Pratt: Antibiotics misuse creating threat to all because of “superbugs”
PUBLIC. HEALTH. CONCERN.
When you say these words out loud, what visions come to mind?
Some of us might imagine an outbreak of a deadly disease that spreads rampantly. You may have even envisioned a more current, quiet killer, like the threat of opioid addiction.
While all of these scenarios are scary, one of today’s fastest-growing public health concerns involves the misuse of antibiotics. In fact, the World Health Organization has labeled antibiotic resistance a “fundamental threat” to humanity.
ANTIBIOTICS CHANGED THE WORLD
The discovery of antibiotics changed the world and saved lives.
“Antibiotics have transformed the practice of medicine, making once lethal infections readily treatable and making other medical advances, like cancer chemotherapy and organ transplants, possible,” says the Centers for Disease Control (CDC).
SO, WHAT’S THE PROBLEM?
The CDC also reports that up to half of antibiotics prescribed in U.S. hospitals are unnecessary or inappropriate, which has contributed to a major public health concern — antibiotic resistance.
Antibiotic-resistant organisms have the potential to adversely affect the health of all patients, not just those presently infected.
The CDC estimates that more than 2 million people are affected by antibiotic-resistant organisms — “superbugs” — resulting in 23,000 deaths each year.
Put simply, a “superbug” is a strain of bacteria we can’t kill — or at last not easily.
Superbugs are antibiotic-resistant bacteria that evolve quickly by developing mutations that help them evade the effects of antibiotics.
“Once antibiotic resistance spreads, it is harder to control — like a wildfire,” the CDC said in a statement.
Even more sobering, is the fact that these germs can be carried and spread by seemingly healthy people with no symptoms and then spread to those more vulnerable such as patients with cancer, infants or the elderly.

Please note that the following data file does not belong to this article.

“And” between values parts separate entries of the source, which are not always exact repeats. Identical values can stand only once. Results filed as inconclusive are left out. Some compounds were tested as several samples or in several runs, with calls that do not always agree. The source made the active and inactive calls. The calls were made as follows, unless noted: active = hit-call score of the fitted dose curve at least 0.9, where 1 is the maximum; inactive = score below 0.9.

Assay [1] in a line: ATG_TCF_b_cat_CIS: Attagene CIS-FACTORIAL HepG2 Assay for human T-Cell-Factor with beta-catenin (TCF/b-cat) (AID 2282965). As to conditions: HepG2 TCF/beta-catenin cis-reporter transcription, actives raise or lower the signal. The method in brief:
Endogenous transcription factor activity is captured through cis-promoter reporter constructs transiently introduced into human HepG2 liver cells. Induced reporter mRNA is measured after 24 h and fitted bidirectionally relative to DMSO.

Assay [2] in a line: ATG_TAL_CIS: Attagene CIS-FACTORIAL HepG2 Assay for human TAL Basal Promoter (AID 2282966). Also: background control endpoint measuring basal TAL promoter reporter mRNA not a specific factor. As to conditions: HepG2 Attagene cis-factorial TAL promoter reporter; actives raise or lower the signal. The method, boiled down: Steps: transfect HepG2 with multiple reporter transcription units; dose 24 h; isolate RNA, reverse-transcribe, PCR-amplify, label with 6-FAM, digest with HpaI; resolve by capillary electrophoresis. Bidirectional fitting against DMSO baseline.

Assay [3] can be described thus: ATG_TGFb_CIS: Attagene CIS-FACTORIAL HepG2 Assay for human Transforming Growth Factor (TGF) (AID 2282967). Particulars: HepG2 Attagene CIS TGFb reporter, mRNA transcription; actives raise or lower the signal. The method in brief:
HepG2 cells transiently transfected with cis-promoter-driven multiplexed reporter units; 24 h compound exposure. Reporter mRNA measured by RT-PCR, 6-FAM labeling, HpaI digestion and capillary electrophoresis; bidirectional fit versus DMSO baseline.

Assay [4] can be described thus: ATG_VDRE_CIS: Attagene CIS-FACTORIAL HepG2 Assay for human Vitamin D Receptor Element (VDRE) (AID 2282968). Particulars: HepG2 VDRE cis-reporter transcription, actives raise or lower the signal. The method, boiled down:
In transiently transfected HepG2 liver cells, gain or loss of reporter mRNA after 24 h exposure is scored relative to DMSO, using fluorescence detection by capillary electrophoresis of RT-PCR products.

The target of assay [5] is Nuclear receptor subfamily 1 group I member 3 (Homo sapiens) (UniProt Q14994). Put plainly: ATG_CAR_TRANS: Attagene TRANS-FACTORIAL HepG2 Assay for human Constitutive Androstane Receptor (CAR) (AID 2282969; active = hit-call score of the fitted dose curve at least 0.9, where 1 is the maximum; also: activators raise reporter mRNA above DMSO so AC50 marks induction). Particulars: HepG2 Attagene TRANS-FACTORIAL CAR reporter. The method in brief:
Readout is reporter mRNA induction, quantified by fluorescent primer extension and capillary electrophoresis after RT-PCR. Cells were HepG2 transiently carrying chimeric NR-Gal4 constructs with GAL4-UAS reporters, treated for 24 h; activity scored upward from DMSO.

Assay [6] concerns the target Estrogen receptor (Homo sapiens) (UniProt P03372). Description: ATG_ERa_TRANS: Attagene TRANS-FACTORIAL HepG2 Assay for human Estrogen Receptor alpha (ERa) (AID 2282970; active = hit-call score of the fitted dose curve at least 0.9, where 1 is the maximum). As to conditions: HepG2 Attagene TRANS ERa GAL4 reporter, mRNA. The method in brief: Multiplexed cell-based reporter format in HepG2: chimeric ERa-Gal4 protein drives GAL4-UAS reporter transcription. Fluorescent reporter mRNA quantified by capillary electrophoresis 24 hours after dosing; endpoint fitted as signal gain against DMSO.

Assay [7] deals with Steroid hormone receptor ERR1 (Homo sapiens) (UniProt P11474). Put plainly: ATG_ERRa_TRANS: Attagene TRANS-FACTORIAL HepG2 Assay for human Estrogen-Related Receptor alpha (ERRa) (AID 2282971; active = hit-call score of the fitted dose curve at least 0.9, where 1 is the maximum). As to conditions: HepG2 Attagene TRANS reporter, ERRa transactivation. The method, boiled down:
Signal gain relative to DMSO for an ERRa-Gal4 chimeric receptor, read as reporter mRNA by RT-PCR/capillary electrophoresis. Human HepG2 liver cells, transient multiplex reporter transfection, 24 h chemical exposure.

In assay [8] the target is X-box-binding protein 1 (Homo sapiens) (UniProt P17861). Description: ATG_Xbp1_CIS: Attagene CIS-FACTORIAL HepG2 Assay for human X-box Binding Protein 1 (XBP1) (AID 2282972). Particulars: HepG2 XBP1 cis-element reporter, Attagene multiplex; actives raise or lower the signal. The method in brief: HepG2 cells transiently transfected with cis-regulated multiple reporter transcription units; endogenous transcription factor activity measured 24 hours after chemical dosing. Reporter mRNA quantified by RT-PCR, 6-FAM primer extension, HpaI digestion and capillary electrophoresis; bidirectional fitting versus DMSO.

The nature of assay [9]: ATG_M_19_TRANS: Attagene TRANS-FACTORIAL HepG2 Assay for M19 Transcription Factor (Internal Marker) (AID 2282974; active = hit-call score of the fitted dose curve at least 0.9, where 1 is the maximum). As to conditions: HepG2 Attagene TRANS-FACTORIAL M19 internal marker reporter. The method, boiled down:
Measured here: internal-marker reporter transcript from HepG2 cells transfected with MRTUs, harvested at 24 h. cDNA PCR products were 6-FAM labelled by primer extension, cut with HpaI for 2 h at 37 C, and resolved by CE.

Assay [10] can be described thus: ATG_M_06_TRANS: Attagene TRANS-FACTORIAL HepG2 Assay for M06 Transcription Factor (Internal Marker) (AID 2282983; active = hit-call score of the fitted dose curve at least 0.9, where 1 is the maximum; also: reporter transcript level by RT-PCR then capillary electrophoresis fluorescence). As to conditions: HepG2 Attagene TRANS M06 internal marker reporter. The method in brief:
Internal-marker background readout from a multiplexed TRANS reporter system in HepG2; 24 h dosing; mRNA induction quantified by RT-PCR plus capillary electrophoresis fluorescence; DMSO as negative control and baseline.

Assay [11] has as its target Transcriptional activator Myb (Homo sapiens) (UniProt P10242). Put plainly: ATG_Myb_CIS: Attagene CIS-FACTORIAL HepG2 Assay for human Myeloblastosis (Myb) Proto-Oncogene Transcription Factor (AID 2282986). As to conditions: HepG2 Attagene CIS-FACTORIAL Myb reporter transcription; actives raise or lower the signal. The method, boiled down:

This, reports the CDC, is when these germs kill.
WHAT CAN YOU DO?
Resist asking for antibiotics and let your physician determine what is best for your situation. Be aware that antibiotics only treat certain illnesses and bacterial infections.
On top of that, only certain antibiotics are right for certain types of bacterial infections. The flu, colds and most sore throats are caused by viruses that do not respond to antibiotics.
The Mayo Clinic reports that most typically healthy people can safely fight off a mild sinus infection naturally and without medication.
Taking an antibiotic when it is not necessary puts you at risk of developing a superbug in the future.
If your doctor does prescribe antibiotics, it is also extremely important that you follow specific instructions on how to take them. These guidelines help reduce the risk of developing antibiotic resistant bacteria. Never skip doses of medication, never stop taking them early and never save them for future illnesses.
Antibiotics are typically prescribed to be taken until done. Stopping before prescribed allows your body to possibly create resistant strains.
WHAT’S THE CDC DOING?
The CDC has implemented an aggressive nationwide plan to help states more speedily test samples so that health care providers can identify and more quickly isolate patients infected with antibiotic-resistant germs.
In addition, the CDC supports and promotes Hospital Antibiotic Stewardship Programs.
WHAT ARE WE DOING?
St. James Parish Hospital embraced its obligation to fight the spread of antibiotic-resistant germs by starting and growing its Antimicrobial Stewardship Program.
Antimicrobial stewardship is a coordinated effort that promotes the appropriate use of antimicrobials (including antibiotics), improves patient outcomes, reduces microbial resistance and decreases the spread of infections caused by multidrug-resistant organisms.
Our pharmacists, physicians, nurses, infection control team, executives and community are all integral to the success and growth of this program.
Our team meets throughout the year to review lab data and prescribing habits, offer data-based feedback and lead community-wide education. In addition, our staff is continually expanding their knowledge by remaining up-to-date on best practices and the latest education.
Most recently, Director of Pharmacy Scott Dantonio, RPh, and fellow pharmacist Diana Nguyen, PharmD, completed several hours of training to earn MAD-ID certification — an elite level of antimicrobial stewardship training.
As we move forward, we promise to continue our antimicrobial stewardship efforts with a very important goal in mind — fighting antibiotic-resistant germs now and in the future.
Mary Ellen Pratt is St. James Parish Hospital CEO. She can be reached at firstname.lastname@example.org.
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